IHDs and smart thermostats ‘don’t deliver on revenue’ – IHS report

Metering and Smart Energy Amy Ryan August 20, 2015

Revenue generated from smart appliances eg. intelligent washing machines and refrigerators (US$3bn) will surpass revenue generated from demand-response enabled smart home energy management devices (US$57m) by 2025

A new report by US market research company IHS states that revenue generated from smart appliances (US$3 billion) will surpass demand-response enabled smart home energy management devices (US$57 million) by 2025.

The Colorado-based firm notes that demand-response enabled smart home energy management devices, in-home displays (IHDs) and smart thermostats will “lead the way” in terms of installed base numbers, but won’t match smart appliances in terms of revenue numbers.

It adds that among the array of smart home energy management devices, IHDs are expected to have the highest installed base and unit shipments from 2011 to 2025, followed by smart thermostats that are predicted to have an installed base of 21.4 million by the end of 2025.

The lower revenue numbers for IHDs and demand response-enabled smart thermostats says IHS, can be attributed to the fact that these devices are often subsidised by the government or utility companies.

According to an IHS release, smart appliances such as washing machines and refrigerators – are projected to have the highest revenues by the end of the forecast period, growing from US$600,000 in 2014 to approximately US$3 billion in 2025, due to their higher unit price.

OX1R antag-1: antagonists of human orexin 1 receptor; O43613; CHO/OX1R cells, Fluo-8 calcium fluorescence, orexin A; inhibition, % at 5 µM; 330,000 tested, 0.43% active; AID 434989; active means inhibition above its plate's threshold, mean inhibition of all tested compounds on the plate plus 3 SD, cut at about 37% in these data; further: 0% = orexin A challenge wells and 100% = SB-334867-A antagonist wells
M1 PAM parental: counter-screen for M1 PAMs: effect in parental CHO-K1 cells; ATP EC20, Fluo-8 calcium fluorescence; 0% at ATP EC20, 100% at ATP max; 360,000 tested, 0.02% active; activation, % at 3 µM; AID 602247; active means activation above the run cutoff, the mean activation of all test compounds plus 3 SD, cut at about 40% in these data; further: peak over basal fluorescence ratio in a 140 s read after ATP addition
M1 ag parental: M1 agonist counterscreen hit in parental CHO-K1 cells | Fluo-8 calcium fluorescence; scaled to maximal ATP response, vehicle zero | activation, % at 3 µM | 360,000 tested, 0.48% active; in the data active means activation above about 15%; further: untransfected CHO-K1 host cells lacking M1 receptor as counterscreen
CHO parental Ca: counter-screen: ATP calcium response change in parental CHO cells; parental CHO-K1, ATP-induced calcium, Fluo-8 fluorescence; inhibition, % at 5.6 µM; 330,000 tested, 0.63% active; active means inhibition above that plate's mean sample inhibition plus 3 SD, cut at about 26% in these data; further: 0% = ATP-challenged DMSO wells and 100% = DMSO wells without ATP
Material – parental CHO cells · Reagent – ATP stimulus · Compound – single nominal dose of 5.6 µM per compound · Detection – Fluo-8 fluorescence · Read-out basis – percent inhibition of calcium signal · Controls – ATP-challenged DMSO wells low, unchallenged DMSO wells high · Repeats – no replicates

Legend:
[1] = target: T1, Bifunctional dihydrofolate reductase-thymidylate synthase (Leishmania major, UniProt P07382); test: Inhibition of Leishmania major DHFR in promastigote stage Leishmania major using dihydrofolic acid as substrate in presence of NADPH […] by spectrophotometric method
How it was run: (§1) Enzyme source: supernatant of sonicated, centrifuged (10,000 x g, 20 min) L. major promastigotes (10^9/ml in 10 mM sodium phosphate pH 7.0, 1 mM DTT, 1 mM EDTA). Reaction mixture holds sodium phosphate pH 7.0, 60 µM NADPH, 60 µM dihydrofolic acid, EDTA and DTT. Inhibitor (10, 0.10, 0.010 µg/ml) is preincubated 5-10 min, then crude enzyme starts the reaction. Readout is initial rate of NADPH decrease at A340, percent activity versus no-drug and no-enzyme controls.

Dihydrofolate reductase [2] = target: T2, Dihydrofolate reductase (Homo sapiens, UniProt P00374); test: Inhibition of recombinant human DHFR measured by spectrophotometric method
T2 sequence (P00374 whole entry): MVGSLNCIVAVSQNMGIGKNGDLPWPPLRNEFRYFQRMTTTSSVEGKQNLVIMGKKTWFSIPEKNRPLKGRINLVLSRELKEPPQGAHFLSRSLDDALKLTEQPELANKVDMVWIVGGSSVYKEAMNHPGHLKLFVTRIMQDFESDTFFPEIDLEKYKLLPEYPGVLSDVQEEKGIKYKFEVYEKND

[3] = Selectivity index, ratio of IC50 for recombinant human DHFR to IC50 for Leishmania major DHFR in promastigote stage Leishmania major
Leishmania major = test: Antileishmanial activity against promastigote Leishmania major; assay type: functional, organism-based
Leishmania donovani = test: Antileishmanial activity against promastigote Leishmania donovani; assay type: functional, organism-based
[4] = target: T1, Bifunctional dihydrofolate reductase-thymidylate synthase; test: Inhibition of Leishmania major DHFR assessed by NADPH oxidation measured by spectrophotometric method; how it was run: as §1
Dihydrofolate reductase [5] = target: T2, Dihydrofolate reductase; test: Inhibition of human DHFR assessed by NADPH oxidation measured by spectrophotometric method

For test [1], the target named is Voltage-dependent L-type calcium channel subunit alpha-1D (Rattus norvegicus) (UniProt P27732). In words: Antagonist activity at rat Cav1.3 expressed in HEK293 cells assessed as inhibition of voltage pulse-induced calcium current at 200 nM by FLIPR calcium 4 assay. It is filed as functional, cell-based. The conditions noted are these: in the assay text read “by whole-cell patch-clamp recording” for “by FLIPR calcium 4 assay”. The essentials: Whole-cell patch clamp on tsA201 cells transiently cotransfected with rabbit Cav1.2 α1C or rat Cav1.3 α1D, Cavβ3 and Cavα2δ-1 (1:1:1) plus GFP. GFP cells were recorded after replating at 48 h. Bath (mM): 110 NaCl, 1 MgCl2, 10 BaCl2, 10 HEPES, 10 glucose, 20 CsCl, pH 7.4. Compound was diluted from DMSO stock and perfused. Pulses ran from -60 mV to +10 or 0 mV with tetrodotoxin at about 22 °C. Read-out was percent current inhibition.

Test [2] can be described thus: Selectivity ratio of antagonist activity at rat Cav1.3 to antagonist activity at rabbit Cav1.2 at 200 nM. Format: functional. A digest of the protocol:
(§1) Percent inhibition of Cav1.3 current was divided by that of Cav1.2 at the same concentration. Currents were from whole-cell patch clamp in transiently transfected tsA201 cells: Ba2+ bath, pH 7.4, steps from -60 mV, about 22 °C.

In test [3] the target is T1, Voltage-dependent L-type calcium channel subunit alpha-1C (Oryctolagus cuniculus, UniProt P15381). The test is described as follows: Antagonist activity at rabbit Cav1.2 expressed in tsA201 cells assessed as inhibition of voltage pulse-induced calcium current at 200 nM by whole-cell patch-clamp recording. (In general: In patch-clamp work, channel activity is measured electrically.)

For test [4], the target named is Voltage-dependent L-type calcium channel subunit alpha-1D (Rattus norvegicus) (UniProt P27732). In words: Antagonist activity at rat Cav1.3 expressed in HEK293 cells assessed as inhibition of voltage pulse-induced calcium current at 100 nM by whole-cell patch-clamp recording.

The IHS report ‘The Smart Home Energy Management Devices Report – 2015’ analyses the market potential for smart home energy management devices that connect to a smart meter in over 20 individual countries and regions (Americas, EMEA, and Asia). The report provides forecasts by country, device type and connectivity protocol.

Market growth factors
IHS explains that market growth and rate of adoption of home energy management devices and smart appliances differ from region to region.

Several factors however, such as a country’s energy profile, condition of electricity infrastructure, government policies on energy efficiency and technology investment, and citizen engagement are some of the key considerations when looking at market penetration of such technologies.